In Mill Street, Dingle there is a building that is currently empty and had been a factory for a number of decades, which was once a theatre that could hold 1,100 people.
The Park Palace was opened in 1893 and designed by J H Havelock-Sutton. Initially opened as a theatre for variety shows, it was showing films by 1905 and four years later Kinematodrome was added to its title. For over fifty years variety shows and films were shown there, until it eventually closed in 1959 and became officers and stores for Crofts Engineers.
Amongst the first acts to perform in the summer of 1893 was Charles Coborn, most famous for his song The Man Who Broke the Bank of Monte Carlo, which he estimated to have sang 250,000 times in his music hall career. In 1901 a poster for a variety show on 11th February advertised performances by Scottish singer, songwriter and comedian Arthur Lloyd, with tramp cyclist The Great Campkin and chair balancer A P Boswell amongst the supporting acts. There were two performances a night over the week, one at 7pm and the other at 9pm, with admission prices ranging from three pence to one and a half shillings.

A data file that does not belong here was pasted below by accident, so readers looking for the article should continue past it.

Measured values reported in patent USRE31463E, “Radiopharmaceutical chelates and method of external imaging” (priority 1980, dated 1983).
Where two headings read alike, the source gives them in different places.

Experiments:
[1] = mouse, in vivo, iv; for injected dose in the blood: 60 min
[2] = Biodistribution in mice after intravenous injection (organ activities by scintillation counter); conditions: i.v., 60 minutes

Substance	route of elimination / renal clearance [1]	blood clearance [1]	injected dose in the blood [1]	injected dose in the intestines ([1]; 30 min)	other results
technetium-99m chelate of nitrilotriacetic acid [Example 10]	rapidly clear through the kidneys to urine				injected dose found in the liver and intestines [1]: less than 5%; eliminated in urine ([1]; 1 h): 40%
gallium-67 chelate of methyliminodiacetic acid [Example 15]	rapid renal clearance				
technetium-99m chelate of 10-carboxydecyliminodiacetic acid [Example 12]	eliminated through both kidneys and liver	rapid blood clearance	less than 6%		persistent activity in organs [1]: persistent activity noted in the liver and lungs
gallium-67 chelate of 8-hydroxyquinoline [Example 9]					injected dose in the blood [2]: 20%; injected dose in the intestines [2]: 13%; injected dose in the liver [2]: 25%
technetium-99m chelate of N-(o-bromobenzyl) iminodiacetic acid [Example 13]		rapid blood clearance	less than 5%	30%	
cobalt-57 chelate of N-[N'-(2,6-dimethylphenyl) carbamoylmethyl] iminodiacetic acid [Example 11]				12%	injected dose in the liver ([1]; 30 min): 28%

The boxes and balcony are now gone although the stage area remains, as does the Corinthian pillar flanked proscenium. Above this is a Royal coat of arms, commemorating a visit there by King Edward VII.
In October 2008 the Park Palace was brought back into use for a week by Zho Visual Theatre who put on a production of The Quiet Little Englishman, telling theatre goers to wrap up warm and apologising for the holes in the ceiling. They had hoped to redevelop the building but this has not been possible due to funding issues and the building is currently lying empty.